Friday, November 13, 2009

Ponzi, and other, schemes

The debate continues as to whether or not Bernie Madoff's $64.8 billion scam is the largest in American [or world, for that matter] history. That said, no one seems to be in any hurry to rename the type of fraud Madoff allegedly perpetrated in his "honor". For the foreseeable future, anyway, it looks like it will keep its current name of "Ponzi scheme", from its first notable operator, Charles Ponzi [left].

It's a little surprising that Madoff was able to play his game as long and as large as he did; in addition to the classic Ponzi case [this explanation, from the Mental Floss web site, is the best I've seen], more than a few others tried the operation, to varying degrees of success, before its revival in the new millennium by Madoff [here's a list from Wikipedia that includes a few of them]. You'd think that at least some of the investors would know better.

And it's not even as if Ponzi invented the whole thing in the first place. Wikipedia's article on Ponzi schemes notes that Charles Dickens, of all people, wrote about such a scheme in his 1857 novel Little Dorrit [there is, incidentally, no evidence that Dickens ever actually carried out a Ponzi scheme. He did use a ploy common to many authors until fairly recent times; namely, selling subscriptions to upcoming books. The money taken in was used to help support the writer until the work was completed, or to defray publishing costs. In exchange, the author would usually include a list of subscribers in the first edition of the book, as a sort of "dedication". Dickens was said to play the "subscription game" better than most, reputedly delaying the release of new works until the optimum amount of subscription money was collected. He is also credited with the practice of releasing books by chapters, forcing the reader to keep buying new segments until the work was complete (and probably paying more in the process than if the book had come out whole).].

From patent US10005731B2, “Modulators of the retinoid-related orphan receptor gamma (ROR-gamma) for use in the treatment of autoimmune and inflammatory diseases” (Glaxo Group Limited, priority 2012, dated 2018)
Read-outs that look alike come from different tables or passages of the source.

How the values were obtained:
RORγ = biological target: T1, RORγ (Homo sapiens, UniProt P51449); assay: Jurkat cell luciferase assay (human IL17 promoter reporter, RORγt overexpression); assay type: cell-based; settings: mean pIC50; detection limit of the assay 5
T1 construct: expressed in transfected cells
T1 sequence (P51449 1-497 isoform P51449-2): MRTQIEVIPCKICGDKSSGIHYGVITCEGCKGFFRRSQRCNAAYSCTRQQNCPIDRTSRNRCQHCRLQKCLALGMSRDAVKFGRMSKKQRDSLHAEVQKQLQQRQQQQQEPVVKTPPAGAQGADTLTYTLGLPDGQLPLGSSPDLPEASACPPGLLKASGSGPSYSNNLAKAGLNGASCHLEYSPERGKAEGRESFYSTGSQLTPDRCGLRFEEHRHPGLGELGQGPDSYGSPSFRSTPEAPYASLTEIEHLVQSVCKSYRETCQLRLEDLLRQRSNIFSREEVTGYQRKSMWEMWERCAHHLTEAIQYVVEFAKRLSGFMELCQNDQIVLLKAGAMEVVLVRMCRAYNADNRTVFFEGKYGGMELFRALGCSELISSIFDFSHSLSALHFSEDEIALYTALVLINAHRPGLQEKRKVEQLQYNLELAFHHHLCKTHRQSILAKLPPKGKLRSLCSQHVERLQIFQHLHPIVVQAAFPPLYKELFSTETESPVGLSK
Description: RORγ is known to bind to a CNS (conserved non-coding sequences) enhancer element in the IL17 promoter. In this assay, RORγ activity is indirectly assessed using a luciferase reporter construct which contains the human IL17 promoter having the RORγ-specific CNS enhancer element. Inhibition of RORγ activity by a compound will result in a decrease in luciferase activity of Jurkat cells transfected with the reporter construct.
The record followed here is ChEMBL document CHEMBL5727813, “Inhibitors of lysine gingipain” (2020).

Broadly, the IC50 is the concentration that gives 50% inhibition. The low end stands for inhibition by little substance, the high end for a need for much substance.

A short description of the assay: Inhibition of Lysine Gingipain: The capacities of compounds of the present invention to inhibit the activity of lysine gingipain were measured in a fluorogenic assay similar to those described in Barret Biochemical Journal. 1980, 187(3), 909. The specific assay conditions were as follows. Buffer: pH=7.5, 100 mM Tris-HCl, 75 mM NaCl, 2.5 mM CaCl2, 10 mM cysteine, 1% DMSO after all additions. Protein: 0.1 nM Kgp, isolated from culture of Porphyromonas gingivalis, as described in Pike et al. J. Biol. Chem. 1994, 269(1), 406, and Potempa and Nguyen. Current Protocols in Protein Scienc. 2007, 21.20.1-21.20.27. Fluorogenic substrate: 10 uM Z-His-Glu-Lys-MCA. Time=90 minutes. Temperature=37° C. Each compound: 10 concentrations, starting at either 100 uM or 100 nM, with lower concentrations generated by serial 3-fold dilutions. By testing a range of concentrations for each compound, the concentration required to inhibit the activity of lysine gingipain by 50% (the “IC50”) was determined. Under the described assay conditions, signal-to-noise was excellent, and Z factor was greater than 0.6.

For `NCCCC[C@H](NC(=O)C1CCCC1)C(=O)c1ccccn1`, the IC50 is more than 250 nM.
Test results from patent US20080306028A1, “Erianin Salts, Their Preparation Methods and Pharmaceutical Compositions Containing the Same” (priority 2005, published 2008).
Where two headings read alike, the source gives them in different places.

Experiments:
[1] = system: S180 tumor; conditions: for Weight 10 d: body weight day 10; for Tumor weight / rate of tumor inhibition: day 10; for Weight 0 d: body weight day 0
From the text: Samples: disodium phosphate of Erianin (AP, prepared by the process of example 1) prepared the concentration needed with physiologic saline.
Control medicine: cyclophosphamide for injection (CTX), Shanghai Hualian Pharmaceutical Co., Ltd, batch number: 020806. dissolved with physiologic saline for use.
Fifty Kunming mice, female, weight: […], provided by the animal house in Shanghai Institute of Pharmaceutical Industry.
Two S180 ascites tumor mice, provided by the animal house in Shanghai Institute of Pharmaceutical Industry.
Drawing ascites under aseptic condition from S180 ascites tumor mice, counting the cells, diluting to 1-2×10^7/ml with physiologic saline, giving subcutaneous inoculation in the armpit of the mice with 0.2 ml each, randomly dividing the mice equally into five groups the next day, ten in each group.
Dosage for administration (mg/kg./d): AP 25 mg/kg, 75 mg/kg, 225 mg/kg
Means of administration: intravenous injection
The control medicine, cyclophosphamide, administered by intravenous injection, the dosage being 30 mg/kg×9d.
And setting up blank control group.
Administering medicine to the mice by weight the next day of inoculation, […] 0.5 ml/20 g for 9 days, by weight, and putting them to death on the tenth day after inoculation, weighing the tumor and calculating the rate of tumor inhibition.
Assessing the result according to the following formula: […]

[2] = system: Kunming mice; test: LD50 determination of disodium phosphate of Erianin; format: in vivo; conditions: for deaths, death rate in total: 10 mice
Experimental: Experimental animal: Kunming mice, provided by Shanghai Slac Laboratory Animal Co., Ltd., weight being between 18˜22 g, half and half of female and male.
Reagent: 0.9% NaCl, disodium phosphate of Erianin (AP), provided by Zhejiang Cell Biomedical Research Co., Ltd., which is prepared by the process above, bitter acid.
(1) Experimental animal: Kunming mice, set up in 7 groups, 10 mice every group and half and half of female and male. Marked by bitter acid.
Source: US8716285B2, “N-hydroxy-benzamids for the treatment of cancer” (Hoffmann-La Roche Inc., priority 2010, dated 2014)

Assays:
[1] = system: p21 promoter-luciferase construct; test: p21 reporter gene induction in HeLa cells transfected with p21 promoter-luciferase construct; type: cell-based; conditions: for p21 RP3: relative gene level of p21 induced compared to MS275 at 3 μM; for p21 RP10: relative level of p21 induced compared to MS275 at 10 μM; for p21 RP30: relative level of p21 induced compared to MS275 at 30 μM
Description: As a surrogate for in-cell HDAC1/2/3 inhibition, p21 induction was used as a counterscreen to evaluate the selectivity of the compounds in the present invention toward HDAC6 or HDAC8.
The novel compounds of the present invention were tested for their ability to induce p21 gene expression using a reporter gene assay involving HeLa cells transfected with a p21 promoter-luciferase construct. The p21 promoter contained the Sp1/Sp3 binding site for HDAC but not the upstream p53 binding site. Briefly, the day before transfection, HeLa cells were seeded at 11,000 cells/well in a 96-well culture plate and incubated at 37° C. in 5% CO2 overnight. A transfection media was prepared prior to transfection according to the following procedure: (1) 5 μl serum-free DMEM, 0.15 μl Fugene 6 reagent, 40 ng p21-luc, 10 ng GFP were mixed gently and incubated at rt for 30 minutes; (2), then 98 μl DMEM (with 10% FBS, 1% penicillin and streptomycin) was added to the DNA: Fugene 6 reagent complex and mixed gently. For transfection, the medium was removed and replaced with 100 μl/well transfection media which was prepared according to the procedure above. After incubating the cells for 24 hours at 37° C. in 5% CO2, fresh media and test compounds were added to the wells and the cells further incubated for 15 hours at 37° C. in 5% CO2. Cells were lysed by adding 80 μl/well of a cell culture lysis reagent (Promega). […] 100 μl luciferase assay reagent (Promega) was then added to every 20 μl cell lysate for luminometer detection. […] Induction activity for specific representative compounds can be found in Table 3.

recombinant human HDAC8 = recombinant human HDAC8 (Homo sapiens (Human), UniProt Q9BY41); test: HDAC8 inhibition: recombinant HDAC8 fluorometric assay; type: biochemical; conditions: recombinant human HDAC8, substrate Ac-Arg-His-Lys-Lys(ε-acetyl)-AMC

It should be noted here that Ponzi schemes are not limited to unscrupulous individuals or groups. Consider this article from, via Yahoo!. In looking at the ten US states suffering the worst in the current economic crisis, it notes that two [Nevada and Florida] are hurting because of a lack of new "players" [businesses and residents, respectively]. Is it just me, or are these two states running a Ponzi? What if the Federal government steps in to prop them up? (Logic tells us that investing in a Ponzi scheme, even in the late stages, should be profitable, if Government intervention leads to compensation of investors) Should bad behavior, even if necessitated by selfish state residents who consistently have refused to allow tax increases, be rewarded? Just asking...
A personal note: I live in what may be the most-economically-challenged corner [Niagara Falls] of the most-economically-challenged region of New York State [Western New York]. In one of my other blogs [Challenging The Thunder; why not stop in?], I look at the history of Niagara Falls daredevils, stunters who have attempted to go over the Falls in a barrel, or [in one disastrous case] a kayak [Yeah. Really. This guy was nuts. Plunging in a barrel makes a lot more sense. It really does. Trust me on this one]. Although both the US and Canada now make every effort to stop potential feats of daring before they turn tragic, it was not always so. Some early challenges were actually sponsored by local merchants, and at least condoned, if not welcomed, by authorities. Maybe it's time to return to that mindset. Hey, as long as the daredevil signs a document freeing the Government from any legal responsibility for his or her demise [which, of course, means all such stunters would have to be over the age of 18], why not? Tourism has been down on both sides of the border the last year or two; maybe the prospect of imminent death would draw a crowd. It works for auto racing. Let me do some math here...okay, the combined width of the American and Canadian Falls is around 33-hundred feet. okay, what's the record distance for a motorcycle jump? 395 feet, last time I checked. Alright, a rocket-powered motorcycle might be able to do it [don't laugh: someone once tried to ride a rocket-powered jet-ski the width of both Falls. Probably would have made it, too, except that his safety parachute failed to open. Sources disagree on whether his body was ever found; either way, it probably wasn't pretty...]. Okay, rocket-powered motorcycle, back-up parachute...wait, we can't do it....

-Mike Riley